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By Drew FitzGerald and Brent Kendall
This article is being republished as part of our daily reproduction of WSJ.com articles that also appeared in the U.S. print edition of The Wall Street Journal (January 12, 2018).
AT&T Inc., a company that has had virtually nothing to do with show business for most of its history, now faces a court battle that's all about it.
Early signs suggest the antitrust fight over AT&T's $85 billion takeover of Time Warner Inc. will focus heavily on the small screen, with much of its evidence coming from the companies' video rivals. Those competitors argue the telecom company will use Time Warner's entertainment assets against them, according to documents reviewed by The Wall Street Journal.
Dish Network Corp., Showtime owner CBS Corp., 21st Century Fox Inc., Netflix Inc. and Starz Inc. are among the companies that have provided information that the U.S. Department of Justice could use to bolster its case that the megadeal would hinder competition in the pay-TV market, according to people familiar with the matter.
Government lawyers have subpoenaed roughly 30 third parties for information in the case, Justice Department attorney Craig Conrath told federal judge Richard Leon at a pretrial hearing last Friday. Such requests are typical in high-profile antitrust cases.
AT&T is also gearing up for the legal fight. The company has drawn up a wish list of 22 potential witnesses, while the government has requested up to 35, AT&T lead attorney Daniel Petrocelli said.
"We have agreed to bring them from all over the country to Washington, D.C., to make it easier on the process," said Mr. Petrocelli.
The Justice Department surprised many observers in November when it sued to block the combination, arguing that melding the country's largest pay-TV distributor with one of its biggest media companies would put too much power in the hands of a single entity. AT&T Chief Executive Randall Stephenson said the government's case "defies logic" and vowed to defend the deal in court.
The trial is scheduled to start March 19, and people familiar with the matter say it appears unlikely the two sides will find a way to settle their differences and avoid the court battle.
As the government's investigation has progressed, rivals of both AT&T and Time Warner have shared information with the Justice Department -- much of it confidential -- that offers a window into how entertainment companies and distributors play hardball during negotiations.
Starz, which competes with Time Warner's HBO, told the Justice Department in May that AT&T already wielded its hefty subscriber base against the premium TV channel, according to a person familiar with the talks. AT&T unveiled its deal in October 2016 and has been fighting for government approvals ever since.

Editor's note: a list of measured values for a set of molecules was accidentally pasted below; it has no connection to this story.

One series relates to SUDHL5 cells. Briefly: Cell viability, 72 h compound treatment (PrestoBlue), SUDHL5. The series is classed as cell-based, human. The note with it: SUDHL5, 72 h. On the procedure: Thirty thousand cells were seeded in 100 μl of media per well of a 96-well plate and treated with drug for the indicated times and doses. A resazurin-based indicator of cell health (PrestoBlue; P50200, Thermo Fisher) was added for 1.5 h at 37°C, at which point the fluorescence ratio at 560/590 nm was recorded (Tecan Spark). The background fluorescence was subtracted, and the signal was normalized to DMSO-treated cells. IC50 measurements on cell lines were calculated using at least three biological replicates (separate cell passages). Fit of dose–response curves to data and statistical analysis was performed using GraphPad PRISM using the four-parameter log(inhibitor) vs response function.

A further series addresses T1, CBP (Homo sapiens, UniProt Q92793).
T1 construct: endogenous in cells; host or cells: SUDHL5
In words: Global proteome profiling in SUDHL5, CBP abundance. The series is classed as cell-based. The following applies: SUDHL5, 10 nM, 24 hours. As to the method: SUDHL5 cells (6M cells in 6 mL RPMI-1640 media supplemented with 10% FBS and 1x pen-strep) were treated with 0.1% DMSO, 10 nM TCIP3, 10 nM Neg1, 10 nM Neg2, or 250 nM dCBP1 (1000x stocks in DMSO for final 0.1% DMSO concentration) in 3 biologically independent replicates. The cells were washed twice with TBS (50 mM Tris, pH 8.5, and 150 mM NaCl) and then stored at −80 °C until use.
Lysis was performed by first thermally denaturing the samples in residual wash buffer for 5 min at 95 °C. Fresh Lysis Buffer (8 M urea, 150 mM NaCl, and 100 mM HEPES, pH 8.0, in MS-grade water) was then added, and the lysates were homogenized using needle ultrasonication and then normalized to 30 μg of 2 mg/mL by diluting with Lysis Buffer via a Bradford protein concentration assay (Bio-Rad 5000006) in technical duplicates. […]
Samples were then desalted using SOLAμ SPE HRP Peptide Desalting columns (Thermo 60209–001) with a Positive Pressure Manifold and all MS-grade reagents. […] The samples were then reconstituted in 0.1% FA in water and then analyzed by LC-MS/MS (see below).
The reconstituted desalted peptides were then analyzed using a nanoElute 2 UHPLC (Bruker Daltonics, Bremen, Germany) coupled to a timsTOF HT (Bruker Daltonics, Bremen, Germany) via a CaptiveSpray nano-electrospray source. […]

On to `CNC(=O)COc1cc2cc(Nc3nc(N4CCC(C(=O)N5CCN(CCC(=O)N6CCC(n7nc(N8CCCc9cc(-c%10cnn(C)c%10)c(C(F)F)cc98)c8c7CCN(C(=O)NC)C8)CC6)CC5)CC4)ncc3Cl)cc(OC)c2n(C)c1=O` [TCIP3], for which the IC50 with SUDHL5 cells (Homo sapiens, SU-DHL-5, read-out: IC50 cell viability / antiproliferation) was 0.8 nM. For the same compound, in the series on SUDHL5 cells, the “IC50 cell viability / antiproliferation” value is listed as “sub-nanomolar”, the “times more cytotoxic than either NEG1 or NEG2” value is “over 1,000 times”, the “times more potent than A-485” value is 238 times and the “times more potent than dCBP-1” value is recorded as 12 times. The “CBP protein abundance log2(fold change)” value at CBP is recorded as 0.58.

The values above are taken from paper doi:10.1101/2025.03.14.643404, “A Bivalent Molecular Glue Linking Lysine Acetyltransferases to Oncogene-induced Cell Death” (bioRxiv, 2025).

A Starz document reviewed by the Journal accused AT&T management of telling DirecTV call-center workers to stop pitching Starz channels as add-ons to TV bundles during a contract dispute between the TV channel and the satellite service. The move caused Starz monthly sign-ups through AT&T-owned DirecTV to drop from the hundreds of thousands to fewer than 100, according to the document.
Starz also told the Justice Department the company can't avoid AT&T by selling its service directly to consumers because online distributors haven't yet developed a broad reach. Several startups and incumbents have launched such services, including Dish's SlingTV, Alphabet Inc.'s YouTube TV and Sony Corp.'s PlayStation Vue. Starz also said it can't quickly add subscribers to its direct-to-consumer app because its contract with AT&T keeps it from charging a cheaper price, according to the document.
Perhaps most central to the case is how the AT&T-Time Warner deal would affect rival video distributors. AT&T, which would own Warner Bros. as well as cable channels like TNT and CNN, has said that the television ecosystem is awash in content and that its deal won't deter the industry transformation that is taking place.
AT&T has argued that the emergence of newer platforms like Netflix and the entry of tech giants like Amazon.com Inc. into video content means that new viewers will still have an ample range of choices regardless of what the telecom company does with Time Warner.
The Justice Department sees things differently, arguing that a postmerger AT&T could force rival TV providers to pay more for Time Warner content like Cartoon Network and TNT, which broadcasts many NBA games. It also argues that AT&T's control of Time Warner could hinder innovation in online TV packages, which increasingly attract consumers looking to drop traditional cable or satellite service.
The department continues to examine whether the deal might harm the development of emerging alternatives to cable and satellite TV, a key prong of its lawsuit. It has issued subpoenas to online distributors asking how changes in Time Warner carriage fees would affect their business, according to a person familiar with the request.
AT&T late last year said it would offer all TV distributors terms that would allow them to submit disputes with Time Warner's Turner unit to arbitration, a move designed to undercut the government's argument that the telecom company would use Turner's TV shows to squeeze the competition.
The government will likely poll rival TV distributors in search of signs that AT&T's proposed fix isn't airtight, according to Kevin Arquit, a partner at Weil, Gotshal & Manges LLP. The solution has to cover all the government's allegations to work in court, Mr. Arquit said, though he added the government still faces the bigger challenge of meeting its burden of proof in the case.
Write to Drew FitzGerald at firstname.lastname@example.org and Brent Kendall at email@example.com
(END) Dow Jones Newswires
January 12, 2018 02:47 ET (07:47 GMT)
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